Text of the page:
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Boss OC-5 Octave review

The latest coffee-colored octave pedal from Boss is the best yet...

Boss OC-5
(Image: © Boss)

Our Verdict

For too long, the OC series has been the unsung hero in the Boss catalogue. For compact octave effects, it's unbeatable. It handles the conventional octave functions with ease, and in poly mode, there's some quasi-synth textures to discover.

For

  • Very low latency.
  • Poly and Vintage modes make it very versatile.
  • Typically solid Boss build.
  • Compact form.

Against

  • Nothing.

Guitar World Verdict

For too long, the OC series has been the unsung hero in the Boss catalogue. For compact octave effects, it's unbeatable. It handles the conventional octave functions with ease, and in poly mode, there's some quasi-synth textures to discover.

Pros

  • + Very low latency.
  • + Poly and Vintage modes make it very versatile.
  • + Typically solid Boss build.
  • + Compact form.

Cons

  • - Nothing.

Considering that the Boss OC-2 Octave – with its straightforward sub-octave pitch-shifting – has been the perennial “thickening agent” for so many guitarists and bassists since its introduction in 1982, it’s somewhat surprising that this glittery espresso-colored stompbox doesn’t get more of the love and recognition it deserves. 

No matter, because Boss followed up much later with the OC-3 Super Octave, which introduced polyphonic octave effects, turning this bottom-end box into a broader innovation. 

Well, this time around, I believe many players will take notice of Boss’s brand-new OC-5 Octave, which expands upon those legendary predecessors with improved tracking performance and a wider range of polyphonic capability, all while still preserving the classic sound of the original OC-2 pedal.  

Boss OC-5

(Image credit: Boss)

Features

Housed in Boss’s familiar pedal enclosure, the OC-5 features dedicated controls for Direct Level (direct signal volume), +1 OCT level (one octave above volume), -1 OCT level (one octave below volume) and -2OCT/RANGE (operation is tied to mode switch; more on that below).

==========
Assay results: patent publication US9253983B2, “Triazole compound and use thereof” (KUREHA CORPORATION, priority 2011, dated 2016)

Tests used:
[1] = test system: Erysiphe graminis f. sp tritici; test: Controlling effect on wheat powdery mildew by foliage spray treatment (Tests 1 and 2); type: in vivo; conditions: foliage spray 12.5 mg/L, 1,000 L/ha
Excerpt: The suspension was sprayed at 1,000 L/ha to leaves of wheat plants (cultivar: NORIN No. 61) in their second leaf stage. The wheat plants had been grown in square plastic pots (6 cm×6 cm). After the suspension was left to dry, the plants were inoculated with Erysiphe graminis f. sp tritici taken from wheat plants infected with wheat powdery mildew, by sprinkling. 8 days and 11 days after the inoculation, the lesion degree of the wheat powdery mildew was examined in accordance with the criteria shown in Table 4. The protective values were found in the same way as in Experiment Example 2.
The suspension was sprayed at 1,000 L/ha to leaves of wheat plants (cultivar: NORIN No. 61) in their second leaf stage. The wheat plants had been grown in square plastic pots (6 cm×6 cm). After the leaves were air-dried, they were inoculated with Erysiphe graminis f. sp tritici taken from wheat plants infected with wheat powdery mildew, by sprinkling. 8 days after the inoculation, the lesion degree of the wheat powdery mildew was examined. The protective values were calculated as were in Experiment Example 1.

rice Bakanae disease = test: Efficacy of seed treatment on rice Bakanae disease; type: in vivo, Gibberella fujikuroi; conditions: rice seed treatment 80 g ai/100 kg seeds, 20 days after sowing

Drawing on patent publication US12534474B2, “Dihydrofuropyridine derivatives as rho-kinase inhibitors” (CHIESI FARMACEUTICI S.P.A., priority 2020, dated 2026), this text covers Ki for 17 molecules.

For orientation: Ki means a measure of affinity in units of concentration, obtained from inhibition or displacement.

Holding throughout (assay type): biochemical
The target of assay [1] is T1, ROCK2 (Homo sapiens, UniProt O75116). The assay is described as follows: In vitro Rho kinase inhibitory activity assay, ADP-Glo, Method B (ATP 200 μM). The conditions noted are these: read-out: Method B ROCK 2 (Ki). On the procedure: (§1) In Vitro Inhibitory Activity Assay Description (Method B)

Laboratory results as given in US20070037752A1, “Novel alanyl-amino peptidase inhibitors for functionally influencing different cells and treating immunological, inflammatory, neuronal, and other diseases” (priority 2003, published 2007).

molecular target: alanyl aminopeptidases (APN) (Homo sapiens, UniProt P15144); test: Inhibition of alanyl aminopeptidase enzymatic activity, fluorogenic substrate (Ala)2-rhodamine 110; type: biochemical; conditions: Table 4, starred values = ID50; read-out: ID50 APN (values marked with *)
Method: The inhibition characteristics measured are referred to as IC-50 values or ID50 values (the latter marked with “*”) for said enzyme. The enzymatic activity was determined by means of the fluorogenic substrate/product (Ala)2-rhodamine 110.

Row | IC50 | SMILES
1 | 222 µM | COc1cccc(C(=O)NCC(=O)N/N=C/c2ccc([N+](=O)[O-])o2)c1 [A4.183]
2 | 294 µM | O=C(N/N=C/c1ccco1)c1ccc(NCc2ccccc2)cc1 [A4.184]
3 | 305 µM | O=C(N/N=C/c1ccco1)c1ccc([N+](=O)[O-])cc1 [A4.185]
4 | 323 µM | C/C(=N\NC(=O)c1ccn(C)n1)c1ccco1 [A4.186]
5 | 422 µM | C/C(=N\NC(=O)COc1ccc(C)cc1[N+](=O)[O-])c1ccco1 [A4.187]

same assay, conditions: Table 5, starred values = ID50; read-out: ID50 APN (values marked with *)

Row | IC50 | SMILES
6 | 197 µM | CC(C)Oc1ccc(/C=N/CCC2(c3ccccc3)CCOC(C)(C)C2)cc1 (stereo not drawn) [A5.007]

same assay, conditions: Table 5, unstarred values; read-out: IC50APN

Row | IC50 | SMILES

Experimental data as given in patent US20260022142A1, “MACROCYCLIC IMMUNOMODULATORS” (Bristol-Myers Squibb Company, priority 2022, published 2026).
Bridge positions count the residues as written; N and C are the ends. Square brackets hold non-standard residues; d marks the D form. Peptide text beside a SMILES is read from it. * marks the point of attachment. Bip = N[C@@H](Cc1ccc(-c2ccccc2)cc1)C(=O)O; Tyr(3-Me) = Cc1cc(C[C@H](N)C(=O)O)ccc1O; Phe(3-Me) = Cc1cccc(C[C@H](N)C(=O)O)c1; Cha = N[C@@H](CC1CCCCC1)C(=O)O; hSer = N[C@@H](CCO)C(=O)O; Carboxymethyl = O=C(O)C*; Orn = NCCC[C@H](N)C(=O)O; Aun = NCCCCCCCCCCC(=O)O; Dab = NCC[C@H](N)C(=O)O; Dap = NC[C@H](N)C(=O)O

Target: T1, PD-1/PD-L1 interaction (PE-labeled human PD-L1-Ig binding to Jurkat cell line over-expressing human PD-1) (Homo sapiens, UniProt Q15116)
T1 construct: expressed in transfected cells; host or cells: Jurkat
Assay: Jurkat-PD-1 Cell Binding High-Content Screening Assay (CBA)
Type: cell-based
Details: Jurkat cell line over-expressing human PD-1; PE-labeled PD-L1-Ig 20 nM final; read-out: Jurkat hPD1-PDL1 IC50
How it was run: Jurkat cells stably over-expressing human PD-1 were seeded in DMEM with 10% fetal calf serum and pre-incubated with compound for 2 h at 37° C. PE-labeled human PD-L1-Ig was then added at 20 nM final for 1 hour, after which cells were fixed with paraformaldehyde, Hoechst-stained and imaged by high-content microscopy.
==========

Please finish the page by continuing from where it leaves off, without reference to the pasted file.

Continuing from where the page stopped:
It’s curious that the OC-5 isn’t a Waza Craft pedal, because having the mini toggle Mode Selector that switches between Vintage and Poly modes surely makes it appear as such. Selecting Vintage mode engages the classic monophonic bass sound of the OC-2, where the -2OCT/RANGE knob adjusts the two octaves below volume, and unlike the original OC-2, you now have the option to blend in an octave up with the (+1 OCT) control. 

In Poly mode, the -2OCT/RANGE knob variably adjusts the frequency bandwidth from low to high and limits the octave effect to the lower strings, allowing for octave bass lines to sit harmoniously within normal chording. You can also dial the -2OCT/RANGE knob to the LOWEST setting where only the low octave registers the bottom note in a chord. 

In addition, the OC-5 features a Guitar/Bass switch optimized for either instrument, a high-quality buffered bypass, input and output jacks along with a Direct Out (dry signal) jack and 9V battery or 9V DC operation.  

Performance

As always, Boss not only improves but exceeds expectations with this new iteration of their classic pedal. Gone is the very slight sluggishness of the OC-2 in favor of the OC-5’s stellar tracking and near latency-free performance that flat-out feels great for accurate playing. 

The OC-5 is also better at subduing the momentary artefacts that could sporadically bounce to an upper harmonic octave or something else entirely, and emerge only if you hold a couple notes together – one after another – for the musical glitch to pop up. But I’m one of those players that finds this musically endearing. 

Set to Vintage mode, the OC-5 can play a vital role for adding a subterranean layer of bottom end or bellowing growl to basslines, and guitarists will find it an indispensable tool for providing massive rumble to power chords. 

In Poly mode, the OC-5’s stacked octave bass tones cleanly isolate the low root notes to accompany your chording for extra density, and the upper octave control is good for adding warbly chime to the upper registers or a hint of 12-string shimmer. 

Blending all three octave voices in Poly mode can fetch super-plump organ textures and synth-like impressions as well. In most cases I find them useless, but the OC-5 could benefit from an included illustration of sample settings for guitarists new to the pedal, but this is a minor fuss for me. 

It’s also a matter of application, but I encourage you to play around with the Bass/Guitar switch. I found the OC-5 sounds incredibly organic in its bass emulation when set to “Bass” if you’re playing guitar, but the difference is immediately audible when set back to “Guitar” in how the low- and high-end frequencies become more focused for clarity. 

All together, and for its simple versatility, the OC-5 is an essential pedal for any player willing to take their tone deeper.

Specs

  • PRICE: $129 / £119
  • TYPE: Octave pedal
  • MADE IN: Taiwan
  • CONTROLS: Direct Level, +1 Octave Level, -1 Octave Level, -2 Octave Range, Vintage/Poly switch
  • BYPASS: Buffered
  • POWER: 9V battery or DC power supply (not included)
  • CONTACT: Boss
Paul Riario

Paul Riario has been the tech/gear editor and online video presence for Guitar World for over 25 years. Paul is one of the few gear editors who has actually played and owned nearly all the original gear that most guitarists wax poetically about, and has survived this long by knowing every useless musical tidbit of classic rock, new wave, hair metal, grunge, and alternative genres. When Paul is not riding his road bike at any given moment, he remains a working musician, playing in two bands called SuperTrans Am and Radio Nashville.